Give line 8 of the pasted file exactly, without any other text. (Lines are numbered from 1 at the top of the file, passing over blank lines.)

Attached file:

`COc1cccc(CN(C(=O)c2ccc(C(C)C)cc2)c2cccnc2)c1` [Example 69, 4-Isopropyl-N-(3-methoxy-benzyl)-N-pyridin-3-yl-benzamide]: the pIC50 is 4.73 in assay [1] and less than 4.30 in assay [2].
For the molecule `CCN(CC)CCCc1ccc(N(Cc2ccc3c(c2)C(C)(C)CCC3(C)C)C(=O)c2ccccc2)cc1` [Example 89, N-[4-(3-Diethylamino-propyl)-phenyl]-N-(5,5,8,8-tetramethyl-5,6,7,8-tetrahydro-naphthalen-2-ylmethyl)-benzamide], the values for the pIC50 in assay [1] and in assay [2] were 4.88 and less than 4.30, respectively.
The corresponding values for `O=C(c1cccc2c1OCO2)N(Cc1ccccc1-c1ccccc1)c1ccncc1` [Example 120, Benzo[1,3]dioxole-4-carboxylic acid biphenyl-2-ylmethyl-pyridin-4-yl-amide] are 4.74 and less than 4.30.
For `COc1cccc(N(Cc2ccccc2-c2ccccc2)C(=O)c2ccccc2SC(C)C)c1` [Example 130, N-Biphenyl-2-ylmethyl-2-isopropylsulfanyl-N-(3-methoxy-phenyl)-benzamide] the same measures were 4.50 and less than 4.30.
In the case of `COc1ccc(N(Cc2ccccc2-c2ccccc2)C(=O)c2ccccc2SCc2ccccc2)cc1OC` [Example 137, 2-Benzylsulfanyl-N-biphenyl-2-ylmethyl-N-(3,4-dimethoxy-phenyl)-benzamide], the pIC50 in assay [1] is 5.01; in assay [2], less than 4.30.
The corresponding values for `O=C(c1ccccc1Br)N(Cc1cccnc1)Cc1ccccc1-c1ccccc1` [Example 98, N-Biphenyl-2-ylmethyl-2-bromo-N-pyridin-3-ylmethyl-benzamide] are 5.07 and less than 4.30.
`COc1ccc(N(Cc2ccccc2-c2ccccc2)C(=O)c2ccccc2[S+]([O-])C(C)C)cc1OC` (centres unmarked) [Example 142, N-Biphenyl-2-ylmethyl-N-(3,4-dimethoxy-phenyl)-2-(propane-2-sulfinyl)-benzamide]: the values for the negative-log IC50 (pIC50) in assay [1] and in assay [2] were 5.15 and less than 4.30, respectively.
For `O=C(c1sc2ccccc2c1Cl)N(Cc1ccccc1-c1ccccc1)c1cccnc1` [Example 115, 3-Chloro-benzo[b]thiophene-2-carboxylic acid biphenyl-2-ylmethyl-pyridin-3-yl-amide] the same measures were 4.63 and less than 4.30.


For `O=C(c1sc2ccccc2c1Cl)N(Cc1ccccc1-c1ccccc1)c1cccnc1` [Example 115, 3-Chloro-benzo[b]thiophene-2-carboxylic acid biphenyl-2-ylmethyl-pyridin-3-yl-amide] the same measures were 4.63 and less than 4.30.